When asked if Trump's decision to halt air raids amounted to a diplomatic overture, Zarif said: "It’s not an overture if you decide not to commit another act of aggression against a country that is capable of defending itself."
Vowing to continue resisting "aggression", Zarif said Iranians will "find a way to circumvent the pressure through relying on their own resources, on their own capabilities, and on their own talent."
The Islamic Republic, which has been under a variety of sanctions since its founding in 1979, invested in its own ballistic missiles and nuclear programs because of those sanctions, he added. But he warned: "Of course when there is tension, there is tension for everybody. Nobody is immune in a tense environment."
The new US sanctions have plunged the Iranian economy into crisis, and caused a shortage in critical medicines, Zarif said, a move he said has put Iranian people under "huge humanitarian pressure".
"They are terrorizing our people. They are targeting ordinary Iranian civilians. That's worse than war," he added.
‘Playing with fire’
Zarif warned that the United States is "playing with fire," echoing remarks by US President Donald Trump as the two sides are locked in a standoff over Iran’ nuclear program.
"I think the United States is playing with fire," Zarif said.
Iran announced last week that it had enriched uranium past the 3.67 percent limit set by the nuclear deal, and has also surpassed the 300-kilogram cap on enriched uranium reserves.
But "it can be reversed within hours," Zarif told the channel, adding: "We are not about to develop nuclear weapons. Had we wanted to develop nuclear weapons, we would have been able to do it (a) long time ago."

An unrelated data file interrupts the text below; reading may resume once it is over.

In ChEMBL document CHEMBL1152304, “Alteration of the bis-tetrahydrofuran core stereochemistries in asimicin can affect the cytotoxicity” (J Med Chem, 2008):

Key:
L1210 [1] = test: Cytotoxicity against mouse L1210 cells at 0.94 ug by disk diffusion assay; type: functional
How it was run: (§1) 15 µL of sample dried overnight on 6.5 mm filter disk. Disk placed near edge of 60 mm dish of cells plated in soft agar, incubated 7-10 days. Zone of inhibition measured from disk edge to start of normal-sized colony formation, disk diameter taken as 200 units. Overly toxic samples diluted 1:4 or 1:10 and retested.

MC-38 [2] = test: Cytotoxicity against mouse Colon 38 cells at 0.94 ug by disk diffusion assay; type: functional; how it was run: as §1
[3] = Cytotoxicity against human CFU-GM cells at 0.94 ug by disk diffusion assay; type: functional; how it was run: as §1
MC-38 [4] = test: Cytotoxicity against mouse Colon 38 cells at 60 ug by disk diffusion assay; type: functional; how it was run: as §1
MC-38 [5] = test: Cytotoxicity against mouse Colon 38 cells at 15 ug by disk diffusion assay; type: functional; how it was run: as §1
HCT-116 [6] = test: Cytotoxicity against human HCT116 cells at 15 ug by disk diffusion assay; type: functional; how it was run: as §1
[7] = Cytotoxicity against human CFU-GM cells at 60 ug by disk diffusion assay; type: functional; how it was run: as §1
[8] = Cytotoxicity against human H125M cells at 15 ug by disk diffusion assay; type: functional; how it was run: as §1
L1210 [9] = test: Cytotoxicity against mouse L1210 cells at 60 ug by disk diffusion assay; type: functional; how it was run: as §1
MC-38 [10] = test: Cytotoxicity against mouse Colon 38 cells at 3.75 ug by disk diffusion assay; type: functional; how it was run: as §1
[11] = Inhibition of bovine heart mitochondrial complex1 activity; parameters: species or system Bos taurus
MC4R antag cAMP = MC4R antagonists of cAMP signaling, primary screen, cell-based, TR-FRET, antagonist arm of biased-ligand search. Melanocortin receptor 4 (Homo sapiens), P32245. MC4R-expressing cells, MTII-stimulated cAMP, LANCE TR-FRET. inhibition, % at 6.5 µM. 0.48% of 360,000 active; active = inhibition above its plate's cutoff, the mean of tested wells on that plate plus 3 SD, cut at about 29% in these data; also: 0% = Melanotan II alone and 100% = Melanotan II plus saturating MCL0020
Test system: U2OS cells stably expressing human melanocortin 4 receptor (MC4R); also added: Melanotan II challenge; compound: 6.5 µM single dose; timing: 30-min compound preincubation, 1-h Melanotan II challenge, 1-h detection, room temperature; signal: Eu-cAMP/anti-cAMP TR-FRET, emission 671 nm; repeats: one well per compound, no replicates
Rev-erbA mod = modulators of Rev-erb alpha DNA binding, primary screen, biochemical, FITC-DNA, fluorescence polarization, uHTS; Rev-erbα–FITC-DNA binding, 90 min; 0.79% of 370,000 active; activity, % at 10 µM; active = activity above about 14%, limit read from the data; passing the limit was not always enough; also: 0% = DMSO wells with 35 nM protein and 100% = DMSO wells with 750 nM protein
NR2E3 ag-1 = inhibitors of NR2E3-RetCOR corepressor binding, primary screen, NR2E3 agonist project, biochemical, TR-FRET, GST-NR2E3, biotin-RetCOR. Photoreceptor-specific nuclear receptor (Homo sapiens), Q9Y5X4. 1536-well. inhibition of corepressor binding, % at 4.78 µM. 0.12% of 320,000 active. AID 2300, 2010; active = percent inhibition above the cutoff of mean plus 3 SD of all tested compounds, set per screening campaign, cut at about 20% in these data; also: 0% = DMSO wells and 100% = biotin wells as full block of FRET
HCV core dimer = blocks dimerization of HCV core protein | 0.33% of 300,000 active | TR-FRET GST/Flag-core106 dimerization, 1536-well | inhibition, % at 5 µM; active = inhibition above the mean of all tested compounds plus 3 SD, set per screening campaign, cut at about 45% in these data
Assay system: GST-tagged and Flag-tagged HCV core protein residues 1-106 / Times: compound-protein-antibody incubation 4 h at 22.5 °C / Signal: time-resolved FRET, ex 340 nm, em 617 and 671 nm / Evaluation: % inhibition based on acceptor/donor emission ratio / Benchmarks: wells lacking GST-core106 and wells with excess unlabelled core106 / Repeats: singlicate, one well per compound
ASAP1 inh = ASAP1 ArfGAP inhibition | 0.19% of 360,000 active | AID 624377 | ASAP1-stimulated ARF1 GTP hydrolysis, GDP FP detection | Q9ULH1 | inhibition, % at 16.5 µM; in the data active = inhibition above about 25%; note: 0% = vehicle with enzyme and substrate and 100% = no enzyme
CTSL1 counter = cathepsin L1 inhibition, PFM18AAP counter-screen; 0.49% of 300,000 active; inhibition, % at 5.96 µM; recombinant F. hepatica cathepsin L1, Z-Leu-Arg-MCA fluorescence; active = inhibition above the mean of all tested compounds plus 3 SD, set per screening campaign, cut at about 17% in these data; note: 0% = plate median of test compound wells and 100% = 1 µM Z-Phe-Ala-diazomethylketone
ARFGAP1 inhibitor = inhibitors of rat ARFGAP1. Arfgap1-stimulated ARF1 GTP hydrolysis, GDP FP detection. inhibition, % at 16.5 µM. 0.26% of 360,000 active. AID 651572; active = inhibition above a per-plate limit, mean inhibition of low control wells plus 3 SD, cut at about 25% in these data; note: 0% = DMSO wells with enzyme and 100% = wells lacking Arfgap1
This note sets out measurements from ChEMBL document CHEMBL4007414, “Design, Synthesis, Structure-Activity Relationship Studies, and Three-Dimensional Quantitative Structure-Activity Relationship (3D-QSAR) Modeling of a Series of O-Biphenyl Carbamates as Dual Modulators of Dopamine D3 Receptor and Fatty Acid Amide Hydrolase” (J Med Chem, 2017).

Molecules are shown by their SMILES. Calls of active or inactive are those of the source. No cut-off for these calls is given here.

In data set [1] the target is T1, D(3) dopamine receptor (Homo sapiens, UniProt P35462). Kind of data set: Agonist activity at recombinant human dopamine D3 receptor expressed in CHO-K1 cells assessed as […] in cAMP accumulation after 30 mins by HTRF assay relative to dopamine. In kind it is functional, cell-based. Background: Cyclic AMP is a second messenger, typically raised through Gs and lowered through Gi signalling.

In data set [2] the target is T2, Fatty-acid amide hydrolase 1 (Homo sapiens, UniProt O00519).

Zarif's comments came as the United States imposed unusually harsh restrictions on his movements during his visit to the United Nations.
Weeks after the United States threatened sanctions against Zarif, Secretary of State Mike Pompeo said that Washington issued him a visa but forbade him from moving beyond six blocks of Iran's UN mission in Midtown Manhattan.
"US diplomats don't roam around Tehran, so we don't see any reason for Iranian diplomats to roam freely around New York City, either," Pompeo told The Washington Post.
No US diplomats are based in Iran as the two countries broke off relations in the aftermath of the 1979 Islamic revolution that toppled the Western-backed shah.
The United States, as host of the United Nations, has an agreement to issue visas promptly to foreign diplomats on UN business and only rarely declines.
Zarif is scheduled to speak Wednesday at the UN Economic and Social Council, which is holding a high-level meeting on sustainable development.
Despite the restrictions, the decision to admit Zarif is the latest sign that Trump's administration appears to be retreating from its vow to place sanctions on him as part of its "maximum pressure" campaign on Iran.
Treasury Secretary Steven Mnuchin said on June 24 that sanctions against Zarif would come later that week.
Critics questioned the legal rationale for targeting Zarif and noted that sanctions would all but end the possibility of dialogue – which Trump has said is his goal.
Zarif said in an interview with The New York Times he would not be affected by sanctions as he owns no assets outside of Iran.
Al Jazeera, AFP and AP also contributed to this story.